President Obama will explain his administration's decision to allow as many as 800,000 young illegal immigrants to apply for temporary legal status and work permits in a speech in the Rose Garden at 1:15 pm EST.
The sweeping proposal affects immigrants without criminal records who are under 30 years old, entered the country as children, have graduated from a U.S. high school, and can prove they've lived in the country for five consecutive years.
Homeland Security Secretary Janet Napolitano told reporters that she believed the move "is the right thing to do," and will help the agency focus on deporting illegal immigrants who have criminal records. "It is not immunity, it is not amnesty," she said. "It is an exercise of discretion so that these young people are not in the removal system." The plan will not provide citizenship or permanent legal status to applicants, but will lift the fear of deportation. Congressional Republicans, however, disagreed--criticizing the move as an overreach of executive power and an encouragement of more illegal immigration.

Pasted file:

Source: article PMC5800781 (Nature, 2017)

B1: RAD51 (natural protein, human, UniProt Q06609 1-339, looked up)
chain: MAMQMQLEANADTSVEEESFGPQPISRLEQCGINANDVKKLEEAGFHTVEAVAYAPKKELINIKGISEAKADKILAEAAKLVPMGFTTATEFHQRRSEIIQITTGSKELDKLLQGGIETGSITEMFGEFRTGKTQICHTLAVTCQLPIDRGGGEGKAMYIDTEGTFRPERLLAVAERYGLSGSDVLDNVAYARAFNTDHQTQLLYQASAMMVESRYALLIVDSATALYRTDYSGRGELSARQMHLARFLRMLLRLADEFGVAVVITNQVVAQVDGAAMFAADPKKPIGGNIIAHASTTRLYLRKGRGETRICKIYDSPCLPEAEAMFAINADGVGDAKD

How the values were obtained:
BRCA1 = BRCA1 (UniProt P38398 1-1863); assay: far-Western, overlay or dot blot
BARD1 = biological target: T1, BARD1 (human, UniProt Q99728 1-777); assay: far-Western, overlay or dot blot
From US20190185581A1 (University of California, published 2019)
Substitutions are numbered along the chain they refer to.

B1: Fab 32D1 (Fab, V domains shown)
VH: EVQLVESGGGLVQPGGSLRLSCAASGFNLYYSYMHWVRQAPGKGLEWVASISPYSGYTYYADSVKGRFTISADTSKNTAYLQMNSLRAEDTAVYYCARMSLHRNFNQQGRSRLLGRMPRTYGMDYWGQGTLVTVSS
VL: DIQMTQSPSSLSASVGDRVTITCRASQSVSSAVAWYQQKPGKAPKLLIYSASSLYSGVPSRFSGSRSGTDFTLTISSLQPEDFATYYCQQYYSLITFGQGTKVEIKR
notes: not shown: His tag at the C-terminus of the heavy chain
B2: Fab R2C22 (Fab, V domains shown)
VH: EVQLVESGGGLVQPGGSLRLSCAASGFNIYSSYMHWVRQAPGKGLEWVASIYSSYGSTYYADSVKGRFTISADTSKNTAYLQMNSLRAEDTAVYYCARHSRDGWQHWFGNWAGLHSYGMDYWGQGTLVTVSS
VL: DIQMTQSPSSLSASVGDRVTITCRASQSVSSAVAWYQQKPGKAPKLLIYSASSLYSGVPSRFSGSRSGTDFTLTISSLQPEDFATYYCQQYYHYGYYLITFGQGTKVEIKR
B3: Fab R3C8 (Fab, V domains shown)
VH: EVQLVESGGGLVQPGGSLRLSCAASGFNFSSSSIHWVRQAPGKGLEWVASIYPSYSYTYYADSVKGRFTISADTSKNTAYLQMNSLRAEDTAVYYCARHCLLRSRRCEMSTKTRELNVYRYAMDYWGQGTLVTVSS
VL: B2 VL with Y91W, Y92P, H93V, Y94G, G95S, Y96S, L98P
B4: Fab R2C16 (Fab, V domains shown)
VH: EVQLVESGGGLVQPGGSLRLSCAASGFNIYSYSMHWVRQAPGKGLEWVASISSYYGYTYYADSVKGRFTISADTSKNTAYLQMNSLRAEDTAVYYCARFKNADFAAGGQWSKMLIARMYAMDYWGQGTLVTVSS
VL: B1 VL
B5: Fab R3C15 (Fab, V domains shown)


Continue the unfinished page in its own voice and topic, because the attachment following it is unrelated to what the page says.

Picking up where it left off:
Obama previously said that he did not have the power to stop the deportation of young people, and that only Congress could do so. The move may generate enthusiasm among Latinos: 85 percent of registered Latino voters said in a Latino Decisions poll that they support legalizing young immigrants who came to the country as children. The president enjoys a strong lead among Hispanic voters over Mitt Romney, but a lack of enthusiasm among these voters could mean they stay home on Election Day in swing states like Nevada, Colorado and Florida.